The following article was written by Jenna Holmes, Arts Officer for the Bronte Parsonage Museum, January 2013
Refurbishment in progress: In January and early February the Museum was closed to the public, but behind the scenes we were having the busiest weeks of the year. A team of specialist decorators carried out the first redecorating of the Parsonage in 25 years, with new bespoke wallpapers, paint colours, curtains and painstakingly woven rugs. The project has been a very exciting one, and has taken two years in development, using up-to-date forensic techniques by academics at the University of Lincoln. The Museum also used archive references including Bronte letters, scraps of original wallpaper and watercolours in our collection to find out how the house would have looked when the Brontes lived here. The house now looks much as it did in the 1830s and 40s but also includes some of the features that Charlotte introduced as part of her facelift for the house during the early 1850s (when she spent some of the income she had earned from Jane Eyre, Shirley and Villette).
You will need to visit the Parsonage to see the new scheme in its full glory – and there will probably be a few surprises for those who know the museum well! – but here are a few examples of what we’ve been up to:
In the Dining Room-often the focus of the house because it’s the room in which the sisters’ famous novels were written – we’ve reintroduced Charlotte’s own decorative scheme from the early 1850s, using details from her correspondence. The curtains are still in the process of being specially woven, in crimson, to match Elizabeth Gaskell’s description: ‘The parlour has evidently been refurbished within the last few years….The prevailing colour of the room is crimson…’ Forensic analysis told us this room was papered both before and after the time of Charlotte’s ‘gentrification’, and the paper we have chosen is a contemporary design, in scarlet to match the curtains.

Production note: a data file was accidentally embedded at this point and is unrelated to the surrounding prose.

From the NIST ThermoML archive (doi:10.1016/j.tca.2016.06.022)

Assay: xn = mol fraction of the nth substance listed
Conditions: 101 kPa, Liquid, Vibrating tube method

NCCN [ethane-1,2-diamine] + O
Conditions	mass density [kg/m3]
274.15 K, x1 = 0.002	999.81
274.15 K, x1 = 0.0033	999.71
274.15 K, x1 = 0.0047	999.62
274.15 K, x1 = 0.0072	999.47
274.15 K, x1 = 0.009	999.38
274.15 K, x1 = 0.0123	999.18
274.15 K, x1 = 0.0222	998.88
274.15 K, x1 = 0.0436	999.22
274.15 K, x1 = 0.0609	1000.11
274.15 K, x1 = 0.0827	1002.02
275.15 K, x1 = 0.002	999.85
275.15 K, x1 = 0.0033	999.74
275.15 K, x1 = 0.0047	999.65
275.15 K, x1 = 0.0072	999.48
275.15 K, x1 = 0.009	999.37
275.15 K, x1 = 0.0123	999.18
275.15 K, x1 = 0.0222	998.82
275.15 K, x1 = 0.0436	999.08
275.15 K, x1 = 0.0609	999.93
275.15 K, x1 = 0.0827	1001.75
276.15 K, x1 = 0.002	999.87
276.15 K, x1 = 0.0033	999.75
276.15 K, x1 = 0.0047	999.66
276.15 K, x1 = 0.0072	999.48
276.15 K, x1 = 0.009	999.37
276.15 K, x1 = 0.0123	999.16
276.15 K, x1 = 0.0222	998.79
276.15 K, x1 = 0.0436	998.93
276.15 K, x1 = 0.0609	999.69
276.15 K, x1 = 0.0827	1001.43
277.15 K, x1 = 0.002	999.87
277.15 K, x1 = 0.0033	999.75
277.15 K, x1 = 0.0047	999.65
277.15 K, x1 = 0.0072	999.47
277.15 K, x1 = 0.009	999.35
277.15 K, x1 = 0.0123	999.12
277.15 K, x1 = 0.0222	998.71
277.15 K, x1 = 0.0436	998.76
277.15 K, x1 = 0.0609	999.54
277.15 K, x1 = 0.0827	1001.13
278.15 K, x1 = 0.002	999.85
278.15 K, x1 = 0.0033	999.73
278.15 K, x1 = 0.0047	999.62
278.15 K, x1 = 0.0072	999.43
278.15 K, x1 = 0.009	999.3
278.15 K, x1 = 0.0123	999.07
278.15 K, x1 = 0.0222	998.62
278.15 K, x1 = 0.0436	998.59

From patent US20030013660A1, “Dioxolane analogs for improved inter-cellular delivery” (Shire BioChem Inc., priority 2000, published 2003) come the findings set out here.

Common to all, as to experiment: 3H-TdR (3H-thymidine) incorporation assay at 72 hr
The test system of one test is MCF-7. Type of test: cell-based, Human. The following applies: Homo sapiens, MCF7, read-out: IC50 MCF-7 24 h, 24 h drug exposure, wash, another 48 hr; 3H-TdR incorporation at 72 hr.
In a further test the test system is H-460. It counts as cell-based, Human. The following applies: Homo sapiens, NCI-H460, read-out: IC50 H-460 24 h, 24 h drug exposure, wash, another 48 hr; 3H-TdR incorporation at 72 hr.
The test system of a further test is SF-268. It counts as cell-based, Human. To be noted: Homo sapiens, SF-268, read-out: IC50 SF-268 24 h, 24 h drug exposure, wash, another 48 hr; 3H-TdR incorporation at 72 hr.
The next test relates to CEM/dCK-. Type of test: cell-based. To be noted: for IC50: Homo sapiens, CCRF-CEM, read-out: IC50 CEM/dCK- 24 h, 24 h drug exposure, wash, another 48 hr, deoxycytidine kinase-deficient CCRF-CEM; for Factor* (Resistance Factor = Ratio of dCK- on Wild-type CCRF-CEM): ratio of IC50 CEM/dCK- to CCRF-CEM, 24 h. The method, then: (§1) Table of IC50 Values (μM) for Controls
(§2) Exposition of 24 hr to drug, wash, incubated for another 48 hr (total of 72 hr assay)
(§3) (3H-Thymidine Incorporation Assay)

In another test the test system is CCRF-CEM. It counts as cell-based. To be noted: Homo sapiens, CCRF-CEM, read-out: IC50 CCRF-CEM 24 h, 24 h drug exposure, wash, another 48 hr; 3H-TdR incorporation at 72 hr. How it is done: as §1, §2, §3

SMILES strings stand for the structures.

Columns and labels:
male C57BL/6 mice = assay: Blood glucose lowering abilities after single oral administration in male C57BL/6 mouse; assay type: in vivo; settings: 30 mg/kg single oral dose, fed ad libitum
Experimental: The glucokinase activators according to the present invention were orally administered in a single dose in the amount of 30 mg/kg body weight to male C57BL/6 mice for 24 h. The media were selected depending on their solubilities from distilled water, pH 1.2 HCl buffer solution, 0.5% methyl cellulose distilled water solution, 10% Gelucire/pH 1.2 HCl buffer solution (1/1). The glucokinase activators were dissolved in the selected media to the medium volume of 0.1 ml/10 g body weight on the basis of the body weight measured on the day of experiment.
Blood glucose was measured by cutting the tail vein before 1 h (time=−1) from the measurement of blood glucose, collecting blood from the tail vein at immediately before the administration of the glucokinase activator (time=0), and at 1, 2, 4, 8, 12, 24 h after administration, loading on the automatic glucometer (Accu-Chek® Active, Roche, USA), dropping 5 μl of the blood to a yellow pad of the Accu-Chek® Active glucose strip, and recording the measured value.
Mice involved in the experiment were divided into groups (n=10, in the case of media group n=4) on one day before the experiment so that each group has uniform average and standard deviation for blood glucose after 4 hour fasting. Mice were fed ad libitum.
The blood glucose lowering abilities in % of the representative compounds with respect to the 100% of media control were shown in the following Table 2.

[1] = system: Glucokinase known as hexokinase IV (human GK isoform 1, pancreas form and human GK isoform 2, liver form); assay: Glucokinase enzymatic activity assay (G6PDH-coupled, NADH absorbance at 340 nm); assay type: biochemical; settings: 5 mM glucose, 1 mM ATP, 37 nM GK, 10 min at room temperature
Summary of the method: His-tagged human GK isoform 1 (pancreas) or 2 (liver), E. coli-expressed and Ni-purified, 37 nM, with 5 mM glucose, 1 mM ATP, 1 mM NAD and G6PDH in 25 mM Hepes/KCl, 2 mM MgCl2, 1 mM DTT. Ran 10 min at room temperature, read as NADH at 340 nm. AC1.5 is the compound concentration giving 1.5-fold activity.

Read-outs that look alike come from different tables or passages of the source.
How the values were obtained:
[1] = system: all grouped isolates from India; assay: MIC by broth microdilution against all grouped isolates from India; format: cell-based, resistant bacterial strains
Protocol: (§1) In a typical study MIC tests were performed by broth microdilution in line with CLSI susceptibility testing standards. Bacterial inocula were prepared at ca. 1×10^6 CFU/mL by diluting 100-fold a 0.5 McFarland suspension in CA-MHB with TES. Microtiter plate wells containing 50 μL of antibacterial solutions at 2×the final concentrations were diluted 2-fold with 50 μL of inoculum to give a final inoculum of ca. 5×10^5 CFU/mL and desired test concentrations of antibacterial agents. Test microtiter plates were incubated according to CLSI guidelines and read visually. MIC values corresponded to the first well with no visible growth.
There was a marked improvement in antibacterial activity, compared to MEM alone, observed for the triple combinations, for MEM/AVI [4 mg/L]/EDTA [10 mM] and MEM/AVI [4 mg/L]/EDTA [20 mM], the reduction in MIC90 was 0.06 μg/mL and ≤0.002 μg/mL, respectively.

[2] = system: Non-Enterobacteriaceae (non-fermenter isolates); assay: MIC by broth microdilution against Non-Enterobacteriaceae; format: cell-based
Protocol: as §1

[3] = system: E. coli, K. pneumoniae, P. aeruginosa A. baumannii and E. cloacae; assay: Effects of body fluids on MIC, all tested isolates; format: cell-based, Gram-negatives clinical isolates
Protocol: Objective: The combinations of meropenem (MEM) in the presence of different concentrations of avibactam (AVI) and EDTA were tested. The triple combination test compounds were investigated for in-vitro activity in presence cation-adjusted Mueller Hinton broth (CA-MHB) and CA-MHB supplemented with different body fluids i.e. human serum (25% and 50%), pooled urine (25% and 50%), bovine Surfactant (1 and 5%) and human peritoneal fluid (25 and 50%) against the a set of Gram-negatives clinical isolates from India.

One of the most dramatic changes is in Mr. Bronte’s study, which is now a pretty pale green. Clear evidence existed that this room was papered, and that there were several shades of green used. The panelling for the door was picked out in one shade, and the surrounding areas another. The wallpaper is reproduced from one of the period to match.
We hope that you will come along and visit the Bronte Parsonage Museum to see the final result. The Museum is open every day from 11am -5pm in March. Church Street, Haworth BD22 8DR 01535 642323
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